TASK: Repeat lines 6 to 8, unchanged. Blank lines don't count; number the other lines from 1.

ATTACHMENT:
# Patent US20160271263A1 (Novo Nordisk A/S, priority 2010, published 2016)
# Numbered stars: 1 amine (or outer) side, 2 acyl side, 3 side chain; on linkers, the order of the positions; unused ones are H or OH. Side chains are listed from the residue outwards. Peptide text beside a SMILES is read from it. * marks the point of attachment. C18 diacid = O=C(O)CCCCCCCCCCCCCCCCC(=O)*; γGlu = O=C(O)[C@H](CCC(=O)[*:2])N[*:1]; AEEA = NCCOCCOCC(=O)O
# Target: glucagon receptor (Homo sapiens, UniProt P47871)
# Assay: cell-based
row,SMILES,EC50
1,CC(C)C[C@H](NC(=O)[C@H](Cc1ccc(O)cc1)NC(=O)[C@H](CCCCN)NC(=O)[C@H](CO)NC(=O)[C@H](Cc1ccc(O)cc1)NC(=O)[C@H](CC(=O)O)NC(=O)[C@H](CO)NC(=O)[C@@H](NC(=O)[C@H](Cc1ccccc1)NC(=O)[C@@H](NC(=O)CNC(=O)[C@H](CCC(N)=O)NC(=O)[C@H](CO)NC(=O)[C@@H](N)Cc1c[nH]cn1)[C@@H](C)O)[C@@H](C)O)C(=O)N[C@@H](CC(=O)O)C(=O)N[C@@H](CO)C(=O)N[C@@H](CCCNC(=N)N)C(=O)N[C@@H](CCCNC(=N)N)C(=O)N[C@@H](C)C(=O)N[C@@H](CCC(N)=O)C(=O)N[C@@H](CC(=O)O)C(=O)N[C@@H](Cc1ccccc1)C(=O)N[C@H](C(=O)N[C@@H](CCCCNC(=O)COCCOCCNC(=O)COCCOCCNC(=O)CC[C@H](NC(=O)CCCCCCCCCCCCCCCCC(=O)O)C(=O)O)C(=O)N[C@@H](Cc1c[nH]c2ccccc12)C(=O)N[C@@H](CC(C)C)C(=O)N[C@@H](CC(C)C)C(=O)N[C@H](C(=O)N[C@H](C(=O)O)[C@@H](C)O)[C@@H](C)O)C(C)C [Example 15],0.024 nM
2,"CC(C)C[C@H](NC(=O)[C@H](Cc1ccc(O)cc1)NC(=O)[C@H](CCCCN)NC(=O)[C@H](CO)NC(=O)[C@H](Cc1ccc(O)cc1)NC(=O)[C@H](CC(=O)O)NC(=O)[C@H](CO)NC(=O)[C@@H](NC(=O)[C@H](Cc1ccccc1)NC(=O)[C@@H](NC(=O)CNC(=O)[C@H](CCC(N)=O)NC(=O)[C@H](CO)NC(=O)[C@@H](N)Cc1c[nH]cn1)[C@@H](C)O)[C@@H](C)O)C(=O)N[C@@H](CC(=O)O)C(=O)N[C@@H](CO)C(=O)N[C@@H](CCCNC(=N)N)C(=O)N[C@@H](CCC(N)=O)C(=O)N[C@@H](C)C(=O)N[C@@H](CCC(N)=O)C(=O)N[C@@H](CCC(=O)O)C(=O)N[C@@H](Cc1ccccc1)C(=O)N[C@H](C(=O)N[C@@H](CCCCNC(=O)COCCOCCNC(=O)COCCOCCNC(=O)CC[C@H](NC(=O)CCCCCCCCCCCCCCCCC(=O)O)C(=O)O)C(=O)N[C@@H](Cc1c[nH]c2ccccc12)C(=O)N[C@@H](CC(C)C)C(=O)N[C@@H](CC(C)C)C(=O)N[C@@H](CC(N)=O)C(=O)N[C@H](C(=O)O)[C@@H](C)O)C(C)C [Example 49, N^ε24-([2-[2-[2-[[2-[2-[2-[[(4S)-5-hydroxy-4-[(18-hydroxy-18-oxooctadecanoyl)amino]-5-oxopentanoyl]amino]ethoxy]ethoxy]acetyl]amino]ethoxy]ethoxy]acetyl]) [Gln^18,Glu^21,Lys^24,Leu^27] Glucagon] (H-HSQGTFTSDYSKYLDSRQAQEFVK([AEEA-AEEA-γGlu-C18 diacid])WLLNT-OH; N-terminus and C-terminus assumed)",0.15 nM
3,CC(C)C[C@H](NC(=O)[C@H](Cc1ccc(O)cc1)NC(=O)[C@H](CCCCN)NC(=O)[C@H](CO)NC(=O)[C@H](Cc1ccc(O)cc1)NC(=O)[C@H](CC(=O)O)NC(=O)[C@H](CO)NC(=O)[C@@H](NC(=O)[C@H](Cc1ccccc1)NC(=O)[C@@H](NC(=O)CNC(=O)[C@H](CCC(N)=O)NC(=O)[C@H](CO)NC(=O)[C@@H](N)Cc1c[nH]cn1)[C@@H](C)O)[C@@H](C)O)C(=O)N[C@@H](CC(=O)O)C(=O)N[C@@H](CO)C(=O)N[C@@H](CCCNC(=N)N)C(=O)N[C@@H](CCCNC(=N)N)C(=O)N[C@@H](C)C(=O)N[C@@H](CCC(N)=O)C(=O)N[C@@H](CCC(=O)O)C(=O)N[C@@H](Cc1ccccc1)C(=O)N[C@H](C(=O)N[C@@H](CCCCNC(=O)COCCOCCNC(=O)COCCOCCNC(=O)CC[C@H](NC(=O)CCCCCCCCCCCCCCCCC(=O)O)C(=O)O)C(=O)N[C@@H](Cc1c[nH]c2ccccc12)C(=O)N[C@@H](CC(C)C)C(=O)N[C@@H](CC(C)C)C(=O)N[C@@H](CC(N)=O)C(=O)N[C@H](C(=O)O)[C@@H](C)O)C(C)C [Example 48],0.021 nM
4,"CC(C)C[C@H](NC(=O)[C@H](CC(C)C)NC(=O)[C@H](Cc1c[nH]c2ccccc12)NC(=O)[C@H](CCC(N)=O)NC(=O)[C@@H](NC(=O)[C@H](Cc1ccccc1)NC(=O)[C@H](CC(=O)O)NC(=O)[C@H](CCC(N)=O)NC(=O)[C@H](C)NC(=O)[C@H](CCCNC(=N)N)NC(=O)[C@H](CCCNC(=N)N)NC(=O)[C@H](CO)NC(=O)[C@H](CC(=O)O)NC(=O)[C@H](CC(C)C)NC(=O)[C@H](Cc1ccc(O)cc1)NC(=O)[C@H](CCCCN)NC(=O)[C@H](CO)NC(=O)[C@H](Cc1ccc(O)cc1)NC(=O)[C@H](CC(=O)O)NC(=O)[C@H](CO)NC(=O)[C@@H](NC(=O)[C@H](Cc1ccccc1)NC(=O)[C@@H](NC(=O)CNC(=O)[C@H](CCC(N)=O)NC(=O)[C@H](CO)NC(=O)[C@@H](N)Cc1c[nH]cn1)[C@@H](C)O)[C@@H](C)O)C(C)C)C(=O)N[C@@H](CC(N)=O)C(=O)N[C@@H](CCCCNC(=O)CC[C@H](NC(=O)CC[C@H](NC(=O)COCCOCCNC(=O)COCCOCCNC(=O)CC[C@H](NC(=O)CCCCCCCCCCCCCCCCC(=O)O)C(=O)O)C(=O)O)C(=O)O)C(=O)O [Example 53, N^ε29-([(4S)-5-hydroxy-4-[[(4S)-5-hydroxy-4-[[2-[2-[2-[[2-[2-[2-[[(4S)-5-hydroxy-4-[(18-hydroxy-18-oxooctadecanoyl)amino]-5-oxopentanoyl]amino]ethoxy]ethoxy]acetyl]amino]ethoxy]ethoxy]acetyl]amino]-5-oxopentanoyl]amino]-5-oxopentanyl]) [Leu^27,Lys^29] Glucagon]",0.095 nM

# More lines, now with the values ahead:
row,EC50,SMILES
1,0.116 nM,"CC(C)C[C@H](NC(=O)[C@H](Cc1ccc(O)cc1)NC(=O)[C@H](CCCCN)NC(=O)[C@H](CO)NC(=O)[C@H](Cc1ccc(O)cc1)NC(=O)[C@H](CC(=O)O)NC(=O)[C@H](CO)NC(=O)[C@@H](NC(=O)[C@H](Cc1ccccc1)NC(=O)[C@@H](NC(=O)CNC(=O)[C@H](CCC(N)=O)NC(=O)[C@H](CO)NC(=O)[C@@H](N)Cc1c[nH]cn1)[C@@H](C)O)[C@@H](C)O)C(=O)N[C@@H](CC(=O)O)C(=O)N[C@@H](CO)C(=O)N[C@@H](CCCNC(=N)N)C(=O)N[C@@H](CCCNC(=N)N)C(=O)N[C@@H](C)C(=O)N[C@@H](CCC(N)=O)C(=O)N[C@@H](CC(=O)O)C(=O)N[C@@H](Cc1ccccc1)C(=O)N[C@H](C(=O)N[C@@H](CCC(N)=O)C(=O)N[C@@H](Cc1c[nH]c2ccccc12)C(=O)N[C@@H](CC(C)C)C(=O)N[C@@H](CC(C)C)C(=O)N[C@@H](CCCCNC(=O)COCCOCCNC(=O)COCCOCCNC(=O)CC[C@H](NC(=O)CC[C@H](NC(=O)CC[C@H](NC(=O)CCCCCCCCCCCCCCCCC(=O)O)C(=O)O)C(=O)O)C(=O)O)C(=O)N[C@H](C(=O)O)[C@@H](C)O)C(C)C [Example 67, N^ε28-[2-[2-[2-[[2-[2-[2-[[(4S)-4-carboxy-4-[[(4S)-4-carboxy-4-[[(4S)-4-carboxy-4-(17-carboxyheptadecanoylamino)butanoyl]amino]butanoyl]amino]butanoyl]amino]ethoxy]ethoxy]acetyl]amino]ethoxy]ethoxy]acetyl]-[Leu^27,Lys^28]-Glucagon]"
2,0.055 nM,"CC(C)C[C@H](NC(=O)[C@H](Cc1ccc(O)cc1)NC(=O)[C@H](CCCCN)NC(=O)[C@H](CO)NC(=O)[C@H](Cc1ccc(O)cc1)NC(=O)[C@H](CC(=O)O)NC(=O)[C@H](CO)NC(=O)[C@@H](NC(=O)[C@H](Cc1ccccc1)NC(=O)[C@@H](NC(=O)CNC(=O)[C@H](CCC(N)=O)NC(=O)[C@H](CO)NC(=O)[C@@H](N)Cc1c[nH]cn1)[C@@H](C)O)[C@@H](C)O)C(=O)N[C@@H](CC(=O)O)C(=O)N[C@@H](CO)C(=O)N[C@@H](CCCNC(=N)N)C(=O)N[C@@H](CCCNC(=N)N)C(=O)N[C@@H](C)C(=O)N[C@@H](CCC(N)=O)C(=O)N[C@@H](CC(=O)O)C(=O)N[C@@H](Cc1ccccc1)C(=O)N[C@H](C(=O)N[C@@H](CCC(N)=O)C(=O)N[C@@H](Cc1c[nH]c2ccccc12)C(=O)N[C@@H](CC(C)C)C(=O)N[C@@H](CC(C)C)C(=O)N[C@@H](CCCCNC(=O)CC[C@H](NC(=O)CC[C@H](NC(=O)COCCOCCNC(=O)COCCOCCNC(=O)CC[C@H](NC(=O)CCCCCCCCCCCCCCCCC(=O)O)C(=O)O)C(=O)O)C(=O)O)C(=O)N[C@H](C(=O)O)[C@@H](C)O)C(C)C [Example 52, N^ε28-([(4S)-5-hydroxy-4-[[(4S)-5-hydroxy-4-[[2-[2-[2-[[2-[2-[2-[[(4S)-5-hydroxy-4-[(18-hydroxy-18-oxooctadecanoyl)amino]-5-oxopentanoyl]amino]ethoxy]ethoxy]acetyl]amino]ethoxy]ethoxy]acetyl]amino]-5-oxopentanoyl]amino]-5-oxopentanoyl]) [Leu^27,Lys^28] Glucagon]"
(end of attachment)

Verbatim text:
1,CC(C)C[C@H](NC(=O)[C@H](Cc1ccc(O)cc1)NC(=O)[C@H](CCCCN)NC(=O)[C@H](CO)NC(=O)[C@H](Cc1ccc(O)cc1)NC(=O)[C@H](CC(=O)O)NC(=O)[C@H](CO)NC(=O)[C@@H](NC(=O)[C@H](Cc1ccccc1)NC(=O)[C@@H](NC(=O)CNC(=O)[C@H](CCC(N)=O)NC(=O)[C@H](CO)NC(=O)[C@@H](N)Cc1c[nH]cn1)[C@@H](C)O)[C@@H](C)O)C(=O)N[C@@H](CC(=O)O)C(=O)N[C@@H](CO)C(=O)N[C@@H](CCCNC(=N)N)C(=O)N[C@@H](CCCNC(=N)N)C(=O)N[C@@H](C)C(=O)N[C@@H](CCC(N)=O)C(=O)N[C@@H](CC(=O)O)C(=O)N[C@@H](Cc1ccccc1)C(=O)N[C@H](C(=O)N[C@@H](CCCCNC(=O)COCCOCCNC(=O)COCCOCCNC(=O)CC[C@H](NC(=O)CCCCCCCCCCCCCCCCC(=O)O)C(=O)O)C(=O)N[C@@H](Cc1c[nH]c2ccccc12)C(=O)N[C@@H](CC(C)C)C(=O)N[C@@H](CC(C)C)C(=O)N[C@H](C(=O)N[C@H](C(=O)O)[C@@H](C)O)[C@@H](C)O)C(C)C [Example 15],0.024 nM
2,"CC(C)C[C@H](NC(=O)[C@H](Cc1ccc(O)cc1)NC(=O)[C@H](CCCCN)NC(=O)[C@H](CO)NC(=O)[C@H](Cc1ccc(O)cc1)NC(=O)[C@H](CC(=O)O)NC(=O)[C@H](CO)NC(=O)[C@@H](NC(=O)[C@H](Cc1ccccc1)NC(=O)[C@@H](NC(=O)CNC(=O)[C@H](CCC(N)=O)NC(=O)[C@H](CO)NC(=O)[C@@H](N)Cc1c[nH]cn1)[C@@H](C)O)[C@@H](C)O)C(=O)N[C@@H](CC(=O)O)C(=O)N[C@@H](CO)C(=O)N[C@@H](CCCNC(=N)N)C(=O)N[C@@H](CCC(N)=O)C(=O)N[C@@H](C)C(=O)N[C@@H](CCC(N)=O)C(=O)N[C@@H](CCC(=O)O)C(=O)N[C@@H](Cc1ccccc1)C(=O)N[C@H](C(=O)N[C@@H](CCCCNC(=O)COCCOCCNC(=O)COCCOCCNC(=O)CC[C@H](NC(=O)CCCCCCCCCCCCCCCCC(=O)O)C(=O)O)C(=O)N[C@@H](Cc1c[nH]c2ccccc12)C(=O)N[C@@H](CC(C)C)C(=O)N[C@@H](CC(C)C)C(=O)N[C@@H](CC(N)=O)C(=O)N[C@H](C(=O)O)[C@@H](C)O)C(C)C [Example 49, N^ε24-([2-[2-[2-[[2-[2-[2-[[(4S)-5-hydroxy-4-[(18-hydroxy-18-oxooctadecanoyl)amino]-5-oxopentanoyl]amino]ethoxy]ethoxy]acetyl]amino]ethoxy]ethoxy]acetyl]) [Gln^18,Glu^21,Lys^24,Leu^27] Glucagon] (H-HSQGTFTSDYSKYLDSRQAQEFVK([AEEA-AEEA-γGlu-C18 diacid])WLLNT-OH; N-terminus and C-terminus assumed)",0.15 nM
3,CC(C)C[C@H](NC(=O)[C@H](Cc1ccc(O)cc1)NC(=O)[C@H](CCCCN)NC(=O)[C@H](CO)NC(=O)[C@H](Cc1ccc(O)cc1)NC(=O)[C@H](CC(=O)O)NC(=O)[C@H](CO)NC(=O)[C@@H](NC(=O)[C@H](Cc1ccccc1)NC(=O)[C@@H](NC(=O)CNC(=O)[C@H](CCC(N)=O)NC(=O)[C@H](CO)NC(=O)[C@@H](N)Cc1c[nH]cn1)[C@@H](C)O)[C@@H](C)O)C(=O)N[C@@H](CC(=O)O)C(=O)N[C@@H](CO)C(=O)N[C@@H](CCCNC(=N)N)C(=O)N[C@@H](CCCNC(=N)N)C(=O)N[C@@H](C)C(=O)N[C@@H](CCC(N)=O)C(=O)N[C@@H](CCC(=O)O)C(=O)N[C@@H](Cc1ccccc1)C(=O)N[C@H](C(=O)N[C@@H](CCCCNC(=O)COCCOCCNC(=O)COCCOCCNC(=O)CC[C@H](NC(=O)CCCCCCCCCCCCCCCCC(=O)O)C(=O)O)C(=O)N[C@@H](Cc1c[nH]c2ccccc12)C(=O)N[C@@H](CC(C)C)C(=O)N[C@@H](CC(C)C)C(=O)N[C@@H](CC(N)=O)C(=O)N[C@H](C(=O)O)[C@@H](C)O)C(C)C [Example 48],0.021 nM